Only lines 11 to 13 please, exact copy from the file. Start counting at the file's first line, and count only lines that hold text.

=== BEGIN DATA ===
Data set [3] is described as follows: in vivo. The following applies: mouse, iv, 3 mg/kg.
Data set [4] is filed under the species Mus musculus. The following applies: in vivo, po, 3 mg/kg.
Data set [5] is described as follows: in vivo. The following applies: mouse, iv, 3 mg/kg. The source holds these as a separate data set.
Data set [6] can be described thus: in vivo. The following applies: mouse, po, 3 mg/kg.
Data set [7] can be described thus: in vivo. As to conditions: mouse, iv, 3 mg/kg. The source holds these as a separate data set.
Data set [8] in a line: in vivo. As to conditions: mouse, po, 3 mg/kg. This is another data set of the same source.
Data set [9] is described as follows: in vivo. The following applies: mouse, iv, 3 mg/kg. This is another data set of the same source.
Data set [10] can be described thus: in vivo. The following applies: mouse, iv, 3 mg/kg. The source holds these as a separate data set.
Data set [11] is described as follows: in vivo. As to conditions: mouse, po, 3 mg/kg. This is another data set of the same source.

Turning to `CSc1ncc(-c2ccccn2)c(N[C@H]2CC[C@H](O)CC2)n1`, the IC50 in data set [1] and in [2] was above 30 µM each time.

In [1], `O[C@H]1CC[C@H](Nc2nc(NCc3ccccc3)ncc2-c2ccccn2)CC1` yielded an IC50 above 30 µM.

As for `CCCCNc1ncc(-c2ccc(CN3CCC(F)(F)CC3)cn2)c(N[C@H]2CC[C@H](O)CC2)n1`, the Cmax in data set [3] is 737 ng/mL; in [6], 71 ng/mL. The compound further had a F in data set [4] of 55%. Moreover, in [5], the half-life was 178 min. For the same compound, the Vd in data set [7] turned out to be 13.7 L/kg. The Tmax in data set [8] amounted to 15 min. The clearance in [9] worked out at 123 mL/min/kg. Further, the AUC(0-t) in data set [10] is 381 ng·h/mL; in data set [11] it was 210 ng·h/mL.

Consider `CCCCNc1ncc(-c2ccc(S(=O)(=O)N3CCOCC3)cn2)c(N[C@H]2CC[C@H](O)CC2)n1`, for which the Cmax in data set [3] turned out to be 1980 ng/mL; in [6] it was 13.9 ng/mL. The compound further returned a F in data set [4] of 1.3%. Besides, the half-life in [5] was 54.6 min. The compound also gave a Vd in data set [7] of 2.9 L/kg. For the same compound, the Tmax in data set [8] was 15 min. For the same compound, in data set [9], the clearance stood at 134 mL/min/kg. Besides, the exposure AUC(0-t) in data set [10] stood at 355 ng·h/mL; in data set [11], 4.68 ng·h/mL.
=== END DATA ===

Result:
In [1], `O[C@H]1CC[C@H](Nc2nc(NCc3ccccc3)ncc2-c2ccccn2)CC1` yielded an IC50 above 30 µM.

As for `CCCCNc1ncc(-c2ccc(CN3CCC(F)(F)CC3)cn2)c(N[C@H]2CC[C@H](O)CC2)n1`, the Cmax in data set [3] is 737 ng/mL; in [6], 71 ng/mL. The compound further had a F in data set [4] of 55%. Moreover, in [5], the half-life was 178 min. For the same compound, the Vd in data set [7] turned out to be 13.7 L/kg. The Tmax in data set [8] amounted to 15 min. The clearance in [9] worked out at 123 mL/min/kg. Further, the AUC(0-t) in data set [10] is 381 ng·h/mL; in data set [11] it was 210 ng·h/mL.

Consider `CCCCNc1ncc(-c2ccc(S(=O)(=O)N3CCOCC3)cn2)c(N[C@H]2CC[C@H](O)CC2)n1`, for which the Cmax in data set [3] turned out to be 1980 ng/mL; in [6] it was 13.9 ng/mL. The compound further returned a F in data set [4] of 1.3%. Besides, the half-life in [5] was 54.6 min. The compound also gave a Vd in data set [7] of 2.9 L/kg. For the same compound, the Tmax in data set [8] was 15 min. For the same compound, in data set [9], the clearance stood at 134 mL/min/kg. Besides, the exposure AUC(0-t) in data set [10] stood at 355 ng·h/mL; in data set [11], 4.68 ng·h/mL.